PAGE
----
How USAID helped communities secure the most important resource: water
Imagine you do not have direct access to water everyday and have to wait for weeks for it to get delivered to your home. Imagine you have to order water trucks to bring water to your house, and “purchase it” so you can clean, cook or drink. This is what residents from Arroyo Blanco al Medio had to experience every day.
Aribel Morón and her husband Daniel live in the community of Arroyo Blanco al Medio, in Santiago Rodriguez, near the Dominican Republic and Haiti border. This is a striving community of hardworking dairy farmers. One of the main limitations for the community’s development is water scarcity.
Arroyo Blanco’s water delivery system was never entirely operative nor reliable, leaving households with no current water for weeks. They have to rely on trucks that would go to the nearest river, haul some water and sell it to community dwellers. “Before this project, we could have weeks without water. We had to buy dirty water from small trucks”, says Aribel.
According to the latest Dominican Population and Housing Census, done in 2010, only 56 percent of households receive running water from the aqueduct inside their home in the Santiago Rodríguez province.
With the COVID-19 pandemic, having no water reduces the adoption of sanitation and hygiene practices to prevent the disease, and other infections and health threats. A simple act like hand-washing with soap becomes a problem that has to be addressed.
In order to help the Arroyo Blanco community, USAID and two private partners, Industrias San Miguel (ISM) and Fundación Popular, rehabilitated the most critical areas of Arroyo Blanco’s water delivery system through the Locally-led Water Security Program. This program works to strengthen local development and addresses water security challenges in target watersheds within the Dominican Republic. This initiative also works to reduce water contamination and soil degradation, empower communities to lead watershed management, increase sustainable access to safe drinking water, and of sanitation. The USAID program is helping 692 households (2,300 people) increase their access to water by improving Arroyo Blanco and nearby communities’ water delivery system.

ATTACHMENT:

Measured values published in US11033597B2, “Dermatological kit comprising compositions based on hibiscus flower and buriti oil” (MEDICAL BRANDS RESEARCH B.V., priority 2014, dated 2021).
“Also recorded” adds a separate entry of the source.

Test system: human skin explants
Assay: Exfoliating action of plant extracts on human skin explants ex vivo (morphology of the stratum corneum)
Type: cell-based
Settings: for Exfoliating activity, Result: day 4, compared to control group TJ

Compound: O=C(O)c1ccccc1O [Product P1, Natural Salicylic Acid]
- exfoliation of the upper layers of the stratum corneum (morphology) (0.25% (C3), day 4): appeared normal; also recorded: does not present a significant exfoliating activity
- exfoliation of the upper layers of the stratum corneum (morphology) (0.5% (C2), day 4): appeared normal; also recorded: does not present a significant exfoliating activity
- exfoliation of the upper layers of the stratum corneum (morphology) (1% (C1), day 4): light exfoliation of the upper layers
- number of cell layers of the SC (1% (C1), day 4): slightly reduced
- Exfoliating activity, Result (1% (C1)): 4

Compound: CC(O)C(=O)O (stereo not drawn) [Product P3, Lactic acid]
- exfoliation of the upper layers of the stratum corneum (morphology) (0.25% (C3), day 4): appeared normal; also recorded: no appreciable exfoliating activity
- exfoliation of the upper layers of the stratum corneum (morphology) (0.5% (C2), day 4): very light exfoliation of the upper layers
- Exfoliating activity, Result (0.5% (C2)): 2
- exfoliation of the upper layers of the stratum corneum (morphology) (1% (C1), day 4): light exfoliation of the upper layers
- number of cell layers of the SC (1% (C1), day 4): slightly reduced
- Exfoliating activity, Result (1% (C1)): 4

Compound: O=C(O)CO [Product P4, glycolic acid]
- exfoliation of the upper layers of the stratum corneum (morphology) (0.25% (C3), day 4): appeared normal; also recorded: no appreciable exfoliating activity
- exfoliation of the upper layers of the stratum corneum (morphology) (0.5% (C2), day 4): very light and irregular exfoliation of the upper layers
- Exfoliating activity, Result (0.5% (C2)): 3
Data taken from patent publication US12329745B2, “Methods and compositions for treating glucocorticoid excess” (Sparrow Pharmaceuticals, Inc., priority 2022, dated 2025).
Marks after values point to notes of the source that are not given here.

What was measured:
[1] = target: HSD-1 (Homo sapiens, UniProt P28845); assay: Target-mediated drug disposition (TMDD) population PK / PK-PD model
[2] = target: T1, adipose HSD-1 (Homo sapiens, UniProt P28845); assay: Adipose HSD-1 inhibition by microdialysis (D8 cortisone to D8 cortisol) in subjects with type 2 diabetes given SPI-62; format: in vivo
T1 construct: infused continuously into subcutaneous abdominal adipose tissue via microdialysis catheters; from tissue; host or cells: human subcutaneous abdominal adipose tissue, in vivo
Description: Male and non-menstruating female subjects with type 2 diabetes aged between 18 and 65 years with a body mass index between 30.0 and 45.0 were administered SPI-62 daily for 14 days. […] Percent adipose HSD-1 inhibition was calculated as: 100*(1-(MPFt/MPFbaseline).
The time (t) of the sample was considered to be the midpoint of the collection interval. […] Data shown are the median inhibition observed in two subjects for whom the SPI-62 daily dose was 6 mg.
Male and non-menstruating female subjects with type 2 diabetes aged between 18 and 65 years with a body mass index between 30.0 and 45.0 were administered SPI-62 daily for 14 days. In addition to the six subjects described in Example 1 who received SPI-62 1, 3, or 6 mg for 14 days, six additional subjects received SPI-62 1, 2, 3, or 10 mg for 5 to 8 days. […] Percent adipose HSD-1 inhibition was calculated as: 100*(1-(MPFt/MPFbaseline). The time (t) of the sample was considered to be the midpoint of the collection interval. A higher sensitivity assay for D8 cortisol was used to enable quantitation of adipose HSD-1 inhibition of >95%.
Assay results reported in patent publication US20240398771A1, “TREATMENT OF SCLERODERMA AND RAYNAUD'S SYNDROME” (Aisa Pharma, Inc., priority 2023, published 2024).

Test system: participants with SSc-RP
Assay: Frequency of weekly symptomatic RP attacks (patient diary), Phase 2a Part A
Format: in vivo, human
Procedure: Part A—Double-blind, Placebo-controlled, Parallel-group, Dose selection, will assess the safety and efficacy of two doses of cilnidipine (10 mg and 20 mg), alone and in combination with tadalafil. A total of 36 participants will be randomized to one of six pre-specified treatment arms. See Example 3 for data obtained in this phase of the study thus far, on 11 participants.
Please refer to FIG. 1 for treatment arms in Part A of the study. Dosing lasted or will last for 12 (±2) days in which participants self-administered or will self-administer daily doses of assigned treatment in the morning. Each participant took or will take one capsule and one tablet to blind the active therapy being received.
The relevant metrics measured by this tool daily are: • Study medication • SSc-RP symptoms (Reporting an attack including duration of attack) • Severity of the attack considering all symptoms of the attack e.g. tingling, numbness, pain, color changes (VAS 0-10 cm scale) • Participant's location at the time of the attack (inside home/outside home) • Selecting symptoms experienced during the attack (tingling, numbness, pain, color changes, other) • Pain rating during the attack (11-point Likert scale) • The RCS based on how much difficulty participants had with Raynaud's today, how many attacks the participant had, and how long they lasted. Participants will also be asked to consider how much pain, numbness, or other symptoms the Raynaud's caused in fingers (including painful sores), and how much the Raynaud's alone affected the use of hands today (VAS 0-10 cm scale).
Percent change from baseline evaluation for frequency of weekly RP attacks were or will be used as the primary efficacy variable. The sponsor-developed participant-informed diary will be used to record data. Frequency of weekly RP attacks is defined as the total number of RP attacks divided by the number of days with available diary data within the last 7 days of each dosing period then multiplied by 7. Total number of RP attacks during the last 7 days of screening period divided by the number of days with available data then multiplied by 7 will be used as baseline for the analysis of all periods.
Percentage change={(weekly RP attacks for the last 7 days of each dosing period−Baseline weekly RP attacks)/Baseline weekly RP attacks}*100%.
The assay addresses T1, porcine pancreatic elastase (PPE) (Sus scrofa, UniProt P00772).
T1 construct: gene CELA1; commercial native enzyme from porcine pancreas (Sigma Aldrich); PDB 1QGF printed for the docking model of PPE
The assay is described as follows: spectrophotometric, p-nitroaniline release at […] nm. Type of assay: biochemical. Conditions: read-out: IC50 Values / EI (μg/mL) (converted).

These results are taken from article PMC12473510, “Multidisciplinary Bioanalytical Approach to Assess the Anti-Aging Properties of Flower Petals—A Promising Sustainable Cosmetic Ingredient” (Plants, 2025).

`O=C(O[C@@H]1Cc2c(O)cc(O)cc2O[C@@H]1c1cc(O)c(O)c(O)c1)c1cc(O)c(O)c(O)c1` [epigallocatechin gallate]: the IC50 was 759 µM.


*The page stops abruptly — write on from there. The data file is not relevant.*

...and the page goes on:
Aribel explains that her husband participated in meetings with people from the project, but she did not expect much from those meetings. When she realized that work was being done, she was hopeful. Now they are receiving water in a more regular way.
This included installing a new water pumping and electrical system, repairing pipelines, rehabilitating a water filtering plant, and building a wall to protect water intake areas from flooding. These initiatives were implemented by Fundación REDDOM in collaboration with National Institute for Drinking Water and Sewage (INAPA) and Arroyo Blanco Development Committee (community’s organization).
As Aribel states: “Now we have water even at night. This is quality of life”.